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|Jindal's ambitious call|
The call Gov. Bobby Jindal issued Tuesday for lawmakers to consider in a second special session of the Legislature in a month was unlike any legislative agenda the citizenry in Louisiana has seen in years.
There's a little something in it for everyone if everyone includes the business community, the highway construction company folks and the people who believe in ports as a means to spur economic development. Let's not forget about parents with children attending private schools, too.
That's a simplistic review of the core of the Jindal plan for a special session to pass along some tax breaks for businesses and to divvy up some $1 billion in surplus funds left over from 2006-07 fiscal year. The money is available thanks to increased tax collections in light of sky high oil and gas prices and federal appropriations as well, which were poured into Louisiana to offset the damages caused by the 2005 hurricanes.
The session begins March 9; it's expected to last two weeks.
Right off the bat in announcing his plans for the session, Jindal focused on tax relief for the business community. In doing so, he called on the Legislature to:
Eliminate by July 1, 2009, the tax on manufacturing machinery and equipment;
Eliminate by July 1, 2010, the tax on business debt;
Eliminate in 2009 the one penny sales tax businesses pay on utilities;
In all, the proposed tax breaks for businesses are long overdue. They are essential to attracting business and industry to Louisiana, and they are a must as well for existing businesses to expand, or merely survive, in today's economy.
With his eyes focused on the $1 billion surplus, Jindal proposed a boat load of spending on infrastructure concerns from one end of Louisiana to the other, though it would appear northeastern Louisiana was left out of the loop.
Some $515 million would be spent on construction projects and the like for roads, bridges and ports, including infrastructure work for the proposed Cyber Innovation Center at Barksdale Air Force Base in Bossier City.
Another $300 million would be earmarked for hurricane protection and coastal restoration projects in southeastern and southwestern Louisiana. That appropriation would go a long way toward showing the federal government Louisiana is at least remotely serious about paying its fair share to recover from the hurricanes.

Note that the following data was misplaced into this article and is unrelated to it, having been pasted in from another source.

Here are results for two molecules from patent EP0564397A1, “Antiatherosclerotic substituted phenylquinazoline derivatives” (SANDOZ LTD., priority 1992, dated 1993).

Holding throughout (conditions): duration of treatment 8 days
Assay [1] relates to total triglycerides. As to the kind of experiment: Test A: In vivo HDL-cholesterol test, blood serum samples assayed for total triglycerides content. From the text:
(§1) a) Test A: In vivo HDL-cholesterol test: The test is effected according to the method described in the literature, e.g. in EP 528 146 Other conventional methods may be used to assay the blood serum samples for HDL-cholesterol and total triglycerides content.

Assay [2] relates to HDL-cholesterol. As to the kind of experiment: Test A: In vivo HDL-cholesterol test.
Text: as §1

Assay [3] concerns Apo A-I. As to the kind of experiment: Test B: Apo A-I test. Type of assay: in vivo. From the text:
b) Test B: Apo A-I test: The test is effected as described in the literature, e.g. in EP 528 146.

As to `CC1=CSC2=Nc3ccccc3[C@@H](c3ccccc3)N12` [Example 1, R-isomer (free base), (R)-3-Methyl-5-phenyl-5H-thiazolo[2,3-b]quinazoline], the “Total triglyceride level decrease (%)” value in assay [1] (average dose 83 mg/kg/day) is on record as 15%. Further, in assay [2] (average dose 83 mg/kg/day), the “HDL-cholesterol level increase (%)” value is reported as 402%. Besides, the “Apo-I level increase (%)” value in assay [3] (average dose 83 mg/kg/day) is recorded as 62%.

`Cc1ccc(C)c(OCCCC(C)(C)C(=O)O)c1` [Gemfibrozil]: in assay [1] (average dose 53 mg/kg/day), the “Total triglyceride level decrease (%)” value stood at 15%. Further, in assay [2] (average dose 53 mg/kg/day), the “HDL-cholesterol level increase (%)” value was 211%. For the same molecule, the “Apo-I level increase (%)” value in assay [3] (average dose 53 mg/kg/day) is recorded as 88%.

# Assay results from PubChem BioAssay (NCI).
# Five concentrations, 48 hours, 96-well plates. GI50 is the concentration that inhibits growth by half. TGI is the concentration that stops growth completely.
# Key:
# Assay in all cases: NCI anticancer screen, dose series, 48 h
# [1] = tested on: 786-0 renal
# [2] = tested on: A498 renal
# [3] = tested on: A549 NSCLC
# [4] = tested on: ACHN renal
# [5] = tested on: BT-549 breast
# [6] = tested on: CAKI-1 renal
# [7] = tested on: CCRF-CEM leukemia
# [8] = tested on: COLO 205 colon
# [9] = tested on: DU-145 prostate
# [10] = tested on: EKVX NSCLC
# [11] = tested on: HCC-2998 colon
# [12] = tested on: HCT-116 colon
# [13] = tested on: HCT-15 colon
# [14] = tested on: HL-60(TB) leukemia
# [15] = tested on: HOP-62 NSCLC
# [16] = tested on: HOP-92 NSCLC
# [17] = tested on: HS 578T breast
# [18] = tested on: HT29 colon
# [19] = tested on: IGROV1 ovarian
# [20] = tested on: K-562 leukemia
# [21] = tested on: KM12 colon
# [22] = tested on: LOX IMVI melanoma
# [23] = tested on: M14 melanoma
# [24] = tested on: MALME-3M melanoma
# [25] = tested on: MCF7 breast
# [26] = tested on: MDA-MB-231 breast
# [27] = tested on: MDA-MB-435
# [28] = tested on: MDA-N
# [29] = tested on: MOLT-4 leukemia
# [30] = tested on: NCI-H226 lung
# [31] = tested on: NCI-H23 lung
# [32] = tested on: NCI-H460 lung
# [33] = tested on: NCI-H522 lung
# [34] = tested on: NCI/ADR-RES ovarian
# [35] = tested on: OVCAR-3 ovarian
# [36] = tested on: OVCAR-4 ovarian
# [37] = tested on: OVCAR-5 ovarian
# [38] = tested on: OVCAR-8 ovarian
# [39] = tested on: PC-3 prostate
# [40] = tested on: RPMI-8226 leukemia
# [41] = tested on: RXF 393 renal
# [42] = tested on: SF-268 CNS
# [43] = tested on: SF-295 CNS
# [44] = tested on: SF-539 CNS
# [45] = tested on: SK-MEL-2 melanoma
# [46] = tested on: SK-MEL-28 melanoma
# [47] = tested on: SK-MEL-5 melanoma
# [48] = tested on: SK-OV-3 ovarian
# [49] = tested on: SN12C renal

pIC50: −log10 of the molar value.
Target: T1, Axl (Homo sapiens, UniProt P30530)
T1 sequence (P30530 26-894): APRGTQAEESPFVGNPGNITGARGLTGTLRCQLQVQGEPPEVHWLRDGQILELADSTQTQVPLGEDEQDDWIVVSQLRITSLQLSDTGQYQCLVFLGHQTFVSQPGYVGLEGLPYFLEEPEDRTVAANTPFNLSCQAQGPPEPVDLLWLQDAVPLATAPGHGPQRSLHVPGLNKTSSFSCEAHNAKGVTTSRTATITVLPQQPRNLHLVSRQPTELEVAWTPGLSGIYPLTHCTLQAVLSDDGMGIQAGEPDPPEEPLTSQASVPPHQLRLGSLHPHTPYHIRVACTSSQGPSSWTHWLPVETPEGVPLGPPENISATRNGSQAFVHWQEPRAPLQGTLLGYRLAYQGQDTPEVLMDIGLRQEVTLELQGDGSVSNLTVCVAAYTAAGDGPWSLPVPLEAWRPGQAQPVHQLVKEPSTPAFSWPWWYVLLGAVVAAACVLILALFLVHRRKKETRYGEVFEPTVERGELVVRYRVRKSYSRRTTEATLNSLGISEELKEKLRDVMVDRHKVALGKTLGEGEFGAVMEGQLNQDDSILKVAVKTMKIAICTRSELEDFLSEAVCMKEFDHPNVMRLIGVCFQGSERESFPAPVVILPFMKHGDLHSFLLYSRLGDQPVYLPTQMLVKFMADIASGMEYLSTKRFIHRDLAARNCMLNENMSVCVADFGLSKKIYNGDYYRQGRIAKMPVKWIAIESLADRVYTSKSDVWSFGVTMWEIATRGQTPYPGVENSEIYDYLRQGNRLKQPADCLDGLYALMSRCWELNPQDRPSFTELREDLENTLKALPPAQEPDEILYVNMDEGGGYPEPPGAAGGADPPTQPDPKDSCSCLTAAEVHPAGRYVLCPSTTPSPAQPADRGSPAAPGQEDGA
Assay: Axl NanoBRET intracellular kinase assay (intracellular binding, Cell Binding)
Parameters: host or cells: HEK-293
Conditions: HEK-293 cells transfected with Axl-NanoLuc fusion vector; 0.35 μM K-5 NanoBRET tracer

Meanwhile, Jindal wants the Legislature to spend $80 million on deferred maintenance projects on the campuses of the state's colleges and universities. For years, we've been hearing college and university presidents complain about a lack of funding to maintain their facilities. $80 million should do some good in that regard.
There's money, too, for the Pennington Biomedical Research Center in Baton Rouge. $50 million to be exact. Those funds would be used to complete a new clinical research building and to renovate existing facilities.
According to Jindal, the $50-million investment at Pennington would produce 1,100 new, direct and indirect jobs in the Baton Rouge area with an economic impact of some $110 million on the capital city economy.
The aforementioned appropriations and tax breaks are certain to produce glowing headlines in the daily newspapers throughout Louisiana. The television stations will play it up, too.
What won't produce much fan fair is the $70 million Jindal wants to set aside to pay down the state's unfunded accrued liability, or the debt in the various retirement systems for state employees.
The accumulated debt varies.
Some people say it totals $9.6 billion; other folks say it's around $11 billion, while others claim it's in the neighborhood of $12 billion.
Regardless, it's a huge debt the state must pay by 2029. The state constitution dictates it.
A one-time payment of $70 million toward the debt, or debts, is sizable, but it's sorely lacking if the state has any intentions of avoiding a financial crisis in about 20 years.
Yet, probably the most controversial issue that will rear its head in the special session would entail a proposal by Jindal to grant personal income tax deductions for parents who pay private school tuition for elementary and secondary students. Parents who home school their kids would get some relief as well.
Already, the teacher unions in Louisiana are howling foul.
That shouldn't surprise us.
The public education community is scared to death parents will abandon public schools for the private school route if parents allowed to deduct the tuition expenses from their income taxes.
In this corner, it's called competition.
Better put, it means the public education system in Louisiana needs to do a better job of educating children or risk losing the children to home school environments or to private schools where a parent knows his or her child is getting the best education money can buy.
It's that simple.
With a successful special session on ethics reform under his belt, Jindal is asking the Legislature to pass an ambitious agenda that certainly would alter the landscape in Louisiana, physically and internally.
It would do a lot of good, too.
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